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Building on the success of their return to live indoor performance last month, City of London Sinfonia (CLS) will return to Southwark Cathedral this autumn with six more socially distanced performances. Restore and Revive features hand-picked favourites from CLS musicians across three concerts, in an uplifting and...

Building on the success of their return to live indoor performance last month, City of London Sinfonia (CLS) will return to Southwark Cathedral this autumn with six more socially distanced performances.

Restore and Revive features hand-picked favourites from CLS musicians across three concerts, in an uplifting and invigorating series that celebrates the long-awaited reconnection with audiences through the revival of live music performance.

The concerts have been designed in accordance with current safety guidelines around live public performances during the Covid-19 pandemic whilst retaining the familiar signatures of City of London Sinfonia’s seriously informal style.

Audiences will be able to experience the concert series in flexible and socially distanced seating configurations positioned in the nave or in-promenade taking in the breathtaking architecture and distinct acoustics throughout the cathedral.

Alexandra Wood, City of London Sinfonia’s Creative Director & Orchestra Leader, said: “Our autumn concerts are a reunion and a celebration of different parts of the orchestra: a string concert, a wind concert and, after many months, we will finally come together for a full-scale symphony.

“The winds have chosen music which is special to them. In the string concert, we explore two “staples” of the string repertoire: Serenades by Elgar and Tchaikovsky, filled with emotion, passion and drama.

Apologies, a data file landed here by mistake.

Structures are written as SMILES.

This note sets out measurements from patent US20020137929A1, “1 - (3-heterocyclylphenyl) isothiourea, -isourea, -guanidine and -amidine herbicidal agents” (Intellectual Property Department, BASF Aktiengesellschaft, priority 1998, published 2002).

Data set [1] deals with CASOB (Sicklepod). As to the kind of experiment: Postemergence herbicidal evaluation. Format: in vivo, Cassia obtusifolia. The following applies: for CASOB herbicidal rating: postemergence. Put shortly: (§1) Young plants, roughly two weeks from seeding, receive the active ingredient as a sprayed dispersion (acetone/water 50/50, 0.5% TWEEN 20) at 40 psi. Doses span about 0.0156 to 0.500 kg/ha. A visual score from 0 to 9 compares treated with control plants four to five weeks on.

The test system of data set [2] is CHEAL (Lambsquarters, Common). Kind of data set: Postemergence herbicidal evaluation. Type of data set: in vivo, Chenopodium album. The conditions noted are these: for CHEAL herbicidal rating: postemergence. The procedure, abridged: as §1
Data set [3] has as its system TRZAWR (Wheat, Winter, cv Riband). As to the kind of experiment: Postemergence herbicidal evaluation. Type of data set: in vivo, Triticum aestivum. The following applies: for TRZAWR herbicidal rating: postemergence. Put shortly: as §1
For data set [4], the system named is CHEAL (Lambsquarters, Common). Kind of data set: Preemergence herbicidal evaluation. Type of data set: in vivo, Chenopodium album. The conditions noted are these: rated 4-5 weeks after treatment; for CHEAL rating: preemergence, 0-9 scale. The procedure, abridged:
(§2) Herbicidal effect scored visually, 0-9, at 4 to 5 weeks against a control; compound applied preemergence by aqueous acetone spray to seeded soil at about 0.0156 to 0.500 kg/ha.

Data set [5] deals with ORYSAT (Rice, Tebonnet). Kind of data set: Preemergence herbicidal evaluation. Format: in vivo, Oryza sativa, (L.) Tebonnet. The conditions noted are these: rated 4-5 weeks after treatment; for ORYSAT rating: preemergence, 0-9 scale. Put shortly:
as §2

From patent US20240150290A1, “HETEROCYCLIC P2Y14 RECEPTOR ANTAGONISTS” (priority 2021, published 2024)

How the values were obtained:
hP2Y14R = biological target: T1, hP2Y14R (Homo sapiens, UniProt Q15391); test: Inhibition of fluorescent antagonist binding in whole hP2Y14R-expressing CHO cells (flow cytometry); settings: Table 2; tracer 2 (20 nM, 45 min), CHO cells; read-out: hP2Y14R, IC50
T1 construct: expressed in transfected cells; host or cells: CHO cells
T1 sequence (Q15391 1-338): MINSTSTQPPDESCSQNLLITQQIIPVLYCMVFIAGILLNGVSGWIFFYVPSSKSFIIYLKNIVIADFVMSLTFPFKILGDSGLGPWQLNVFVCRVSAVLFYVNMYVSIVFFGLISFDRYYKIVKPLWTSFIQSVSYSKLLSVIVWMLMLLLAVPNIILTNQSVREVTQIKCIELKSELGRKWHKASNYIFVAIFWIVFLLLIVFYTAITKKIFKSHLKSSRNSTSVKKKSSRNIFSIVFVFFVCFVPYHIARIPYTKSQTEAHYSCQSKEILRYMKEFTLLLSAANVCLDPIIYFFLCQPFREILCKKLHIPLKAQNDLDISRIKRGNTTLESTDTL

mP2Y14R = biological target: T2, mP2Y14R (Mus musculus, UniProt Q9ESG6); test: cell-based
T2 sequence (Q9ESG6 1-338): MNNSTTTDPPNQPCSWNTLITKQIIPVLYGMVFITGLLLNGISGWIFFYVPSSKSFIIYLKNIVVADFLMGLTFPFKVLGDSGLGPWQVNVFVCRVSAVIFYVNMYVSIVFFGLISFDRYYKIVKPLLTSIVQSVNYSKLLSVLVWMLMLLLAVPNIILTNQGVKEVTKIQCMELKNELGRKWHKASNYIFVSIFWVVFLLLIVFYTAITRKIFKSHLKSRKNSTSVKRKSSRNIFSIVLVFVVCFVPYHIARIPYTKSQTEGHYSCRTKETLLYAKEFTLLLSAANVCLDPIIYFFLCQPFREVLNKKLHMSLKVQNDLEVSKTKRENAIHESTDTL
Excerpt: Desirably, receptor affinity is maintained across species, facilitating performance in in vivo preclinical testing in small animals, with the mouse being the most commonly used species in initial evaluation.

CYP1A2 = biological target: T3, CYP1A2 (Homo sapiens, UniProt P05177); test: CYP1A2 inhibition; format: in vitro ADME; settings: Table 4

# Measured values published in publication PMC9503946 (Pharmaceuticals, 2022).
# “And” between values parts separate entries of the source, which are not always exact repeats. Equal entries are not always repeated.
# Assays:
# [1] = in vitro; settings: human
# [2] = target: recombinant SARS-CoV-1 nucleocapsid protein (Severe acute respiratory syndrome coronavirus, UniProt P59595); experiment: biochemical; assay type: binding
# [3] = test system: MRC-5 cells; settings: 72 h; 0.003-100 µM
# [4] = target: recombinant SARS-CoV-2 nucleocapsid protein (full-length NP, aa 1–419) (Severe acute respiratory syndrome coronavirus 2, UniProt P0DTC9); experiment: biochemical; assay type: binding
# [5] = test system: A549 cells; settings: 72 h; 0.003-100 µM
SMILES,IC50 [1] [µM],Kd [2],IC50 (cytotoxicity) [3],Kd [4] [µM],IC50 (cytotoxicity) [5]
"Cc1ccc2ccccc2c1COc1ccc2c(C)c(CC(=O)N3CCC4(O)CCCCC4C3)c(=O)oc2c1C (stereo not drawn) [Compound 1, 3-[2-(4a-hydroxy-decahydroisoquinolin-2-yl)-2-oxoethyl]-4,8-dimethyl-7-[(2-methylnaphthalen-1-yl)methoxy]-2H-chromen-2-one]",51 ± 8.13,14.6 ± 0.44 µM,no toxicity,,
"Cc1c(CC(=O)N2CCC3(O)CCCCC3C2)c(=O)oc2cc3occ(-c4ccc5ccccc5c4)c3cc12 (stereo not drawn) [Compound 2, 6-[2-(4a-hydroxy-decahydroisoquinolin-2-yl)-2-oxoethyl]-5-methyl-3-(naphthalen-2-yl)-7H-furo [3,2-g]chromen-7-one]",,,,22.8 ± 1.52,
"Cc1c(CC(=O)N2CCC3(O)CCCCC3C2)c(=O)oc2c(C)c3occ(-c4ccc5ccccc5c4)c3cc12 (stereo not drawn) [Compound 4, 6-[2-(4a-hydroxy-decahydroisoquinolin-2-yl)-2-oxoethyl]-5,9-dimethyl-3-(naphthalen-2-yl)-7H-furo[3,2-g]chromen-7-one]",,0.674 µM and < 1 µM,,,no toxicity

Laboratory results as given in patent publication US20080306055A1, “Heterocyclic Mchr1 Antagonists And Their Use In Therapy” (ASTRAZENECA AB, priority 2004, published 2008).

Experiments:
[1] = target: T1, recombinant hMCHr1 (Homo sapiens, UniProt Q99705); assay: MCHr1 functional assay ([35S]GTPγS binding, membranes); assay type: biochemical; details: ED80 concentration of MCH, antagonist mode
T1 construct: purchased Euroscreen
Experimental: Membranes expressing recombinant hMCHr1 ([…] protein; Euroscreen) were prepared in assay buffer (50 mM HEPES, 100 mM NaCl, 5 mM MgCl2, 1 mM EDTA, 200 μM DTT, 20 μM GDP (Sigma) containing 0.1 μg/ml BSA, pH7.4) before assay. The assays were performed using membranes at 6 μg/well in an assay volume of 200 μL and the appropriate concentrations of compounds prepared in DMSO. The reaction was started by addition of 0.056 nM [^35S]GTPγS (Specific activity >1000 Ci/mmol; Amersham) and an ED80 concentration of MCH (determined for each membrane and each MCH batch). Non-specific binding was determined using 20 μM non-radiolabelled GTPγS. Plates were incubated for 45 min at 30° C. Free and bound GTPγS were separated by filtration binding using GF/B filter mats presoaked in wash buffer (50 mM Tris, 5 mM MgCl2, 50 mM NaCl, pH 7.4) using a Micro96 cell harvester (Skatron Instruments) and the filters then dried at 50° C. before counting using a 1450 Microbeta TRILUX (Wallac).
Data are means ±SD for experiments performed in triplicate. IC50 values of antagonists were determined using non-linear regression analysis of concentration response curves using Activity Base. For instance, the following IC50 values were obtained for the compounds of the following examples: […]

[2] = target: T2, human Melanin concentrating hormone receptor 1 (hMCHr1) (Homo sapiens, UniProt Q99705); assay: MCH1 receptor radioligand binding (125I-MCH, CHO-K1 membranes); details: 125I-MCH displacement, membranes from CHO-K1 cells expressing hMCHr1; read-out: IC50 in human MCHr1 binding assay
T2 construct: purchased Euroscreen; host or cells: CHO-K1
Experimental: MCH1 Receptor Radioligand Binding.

“Haydn’s ‘London’ Symphony is not just a chance for everybody to perform together again, but a nod to our name, and a chance to remember how culturally important and resilient London has been and will continue to be.”

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Matthew Swann, City of London Sinfonia’s Chief Executive, said: “We were delighted to welcome audiences back for our first Southwark Cathedral performances in six months in September – both those who joined us in-person and those who experienced the concerts online, totalling more than 30,000 on Facebook and YouTube.

“Restore and Revive takes the vision of reconnecting with audiences further, inviting them into the concert going experience and the heart of the music in a safe but engaging way.”

STRING SERENADES
On Thursday 22 October at 2pm and 7pm, City of London Sinfonia strings will perform Elgar’s Serenade for Strings in E minor (Op.20) and Tchaikovsky’s Serenade for Strings in C (Op.48), directed by Alexandra Wood (CLS Creative Director & Leader).

Each performance will open with a Mindful Music introduction, a CLS initiative first launched in 2018, which unites live classical music with mindful meditation. Violinist Ann Lovatt will lead a short mindfulness session encouraging audiences to connect with the breath of the music, to enlarge the calming and restorative qualities of the experience.

HAYDN IN LONDON
On Wednesday 4 November at 2pm and 7pm, City of London Sinfonia will perform Haydn’s String Quartets, Op.76, No.2 (Movement I: Allegro), Ligeti’s Six Bagatelles for Wind Quintet (Movement II: Rubato. Lamentoso) and Haydn’s “London” Symphony, No. 104.

This concert will feature living programme notes, an invitation to take a stroll around the “forest” cathedral and connect with the musicians and the music in unexpected ways. Continuing CLS’s live+digital offer, this concert will also be available to watch online from Tuesday 17 November at 8pm on the Orchestra’s YouTube and Facebook channels. The September performance of J.S. Bach’s Goldberg Variations is also available to watch online until 30 October 2020.

STRAUSS AND MOZART
On Thursday 26 November at 2pm and 7pm, City of London Sinfonia winds will perform R. Strauss’ Suite for Winds in B-flat, Op.4, Mozart’s Sonata in F (KV497), in an arrangement for wind nontet by Quentin Poole, Amy Beach’s Pastorale for Wind Quintet, Op.151 and Cecilia McDowall’s Subject to the Weather.

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